Journal Information
Vol. 53. Issue 198.
Pages 43-46 (April - June 2018)
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Player talent identification and development in football
Identificación de talento en el jugador y su desarrollo en el fútbol
Ricard Prunaa, Luz Miñarro Tribaldosb, K. Bahdurc,
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Corresponding author.
a Servicios Médicos Futbol Club Barcelona, Spain
b Universidad Miguel Hernández de Elche, Spain
c Nelson Mandela University, Port Elizabeth, South Africa
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Sport has the power to captivate people watching and supporting or consuming sp in every country making it one of the most universal aspects of popular culture.1–3 Approximately 4.1% of the worlds population plays football professionally, making it the worlds most popular sport. There are numerous more amateur and recreation players. The global interest and increased competitiveness of the sport has led to elite clubs scouting throughout the world for the best players and players with the potential to become the best.3,4

Good players are not created overnight, but instead natural talent and ability must be nurtured in order to enable players to fulfill their potential. The processes that shape the success of sportspeople in any sport are conditioned by the player's response to the multiple environmental interactions and stimuli that are presented day by day. Consequently, it is important to regard the player as a multifactorial entity and assess if he will be able to adapt to the situations that are presented to him.

Talent identification is a key area within sports development. The identification of sports talent aims to detect, capture, select and promote the athlete who has the skills and competencies and thus the potential to ensure, as far as possible, the achievement of competitive success. Despite the fact that the international federated sport has been focused on dissemination and the promotion of specific plans for the development of sports talent, there is no universal consensus, neither in the elaboration nor in the strategies of action, how to configure each of these plans.5 This has led to many countries developing their player identification programs in unsystematic and unstructured ways which can compromise the development process. Often, a trial-and-error approach, “collision theory” has been used, where the player collides with the sport for the one with the most casually conditions, rather than being selected as the result of an intentional, coordinated and systematic process.6 This could result in players with potential to succeed in one sport actually participating in sports that do not give him the best chance of success, and within a specific sport can lead to players ending up playing in positions that do not maximize their natural potential.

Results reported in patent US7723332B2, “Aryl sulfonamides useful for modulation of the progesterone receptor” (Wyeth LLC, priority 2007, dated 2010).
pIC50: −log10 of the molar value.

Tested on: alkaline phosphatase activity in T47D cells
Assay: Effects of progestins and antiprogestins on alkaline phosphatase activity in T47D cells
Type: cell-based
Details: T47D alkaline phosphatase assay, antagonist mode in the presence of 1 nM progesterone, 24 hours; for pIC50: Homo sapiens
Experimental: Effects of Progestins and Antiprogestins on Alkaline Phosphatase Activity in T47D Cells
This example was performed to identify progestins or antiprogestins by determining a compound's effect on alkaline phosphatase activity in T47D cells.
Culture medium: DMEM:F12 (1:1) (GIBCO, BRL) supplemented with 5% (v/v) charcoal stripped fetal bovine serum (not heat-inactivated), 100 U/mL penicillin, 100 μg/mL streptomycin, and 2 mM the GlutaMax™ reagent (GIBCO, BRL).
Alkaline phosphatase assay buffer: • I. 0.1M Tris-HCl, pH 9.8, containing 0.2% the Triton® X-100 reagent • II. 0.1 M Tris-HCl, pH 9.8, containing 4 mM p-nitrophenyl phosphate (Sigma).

Talent needs to be identified at a young age so that is can be properly nurtured to develop top players. It is vital that athletes receive the best possible service in predicting their attributes and abilities, while some athletes arise by “spontaneous generation”, others do so as a product of systematic search campaigns based on scientific and methodological criteria. There are four stages involved in the conversion of a talented player into an elite sportsman. These include detection, identification, development and selection. Different aspects of scientific support can be used in the last three stages. Despite the availability of scientific resources and expertise, many talent identification programs lack a strong scientific base.7

One of the biggest challenges facing football is the lack of good scientific and medical support within developmental structures. Player development is also a key goal and currently there are limitations on talent programs being run in several countries. The lack of good development structures means that very few players actually reach the highest levels of performance and compromises length of football careers, leads to players being more susceptible to injury and affects the results of national teams. The situation is even worse for female players since the highest female leagues are still amateur leagues.

Within any sporting domain, talent and potential alone does not automatically translate into capability and success. Talent identification is a multifactorial process and it is important to not only view the player as he is now, but look at what, with the right support he may become. There are definitely other variants just as important as the natural talent itself; such as the social, affective, motivational and temperamental factors.8 Who is more “talented”, the athlete who possesses a series of skills suitable for a particular sporting specialty, or who has the best ability to adapt, over time, to the demands of training and competition?9

There has been progress within football development. Footballers are now provided with full physical training programs. The availability of more training tools and disciplines develop players that are not only good footballers but are also stronger and faster athletes.7,10 Often talent identification programs may be focused on physical performance or isolating specific fitness components rather than looking at all factors which are key for performance. Football is a multidimensional sport with players required to have different skills and capabilities in various disciplines to be successful. Historically talent identification programs have focused on objective but limiting physical skills, without taking into consideration the complexity of football performance.11

Talent identification in football related to finding the potential in players to play at a higher level. It involves predicting performance over various periods of time by measuring physical, physiological, psychological, cognitive and sociological attributes as well as technical abilities. Performance characteristics tested during this phase must be based on those required during games.12

In football, components such as speed, agility, muscular strength and power are all important but just as key is the ability of a player to read the match, and use those fitness components within a football-specific domain. The brain obviously plays a large role, because of its astounding ability for neuroplasticity.13 Cognitive ability and visual-perceptual skills as well as general psychological skills are just as key as technical and physical skill in the process of player identification and development.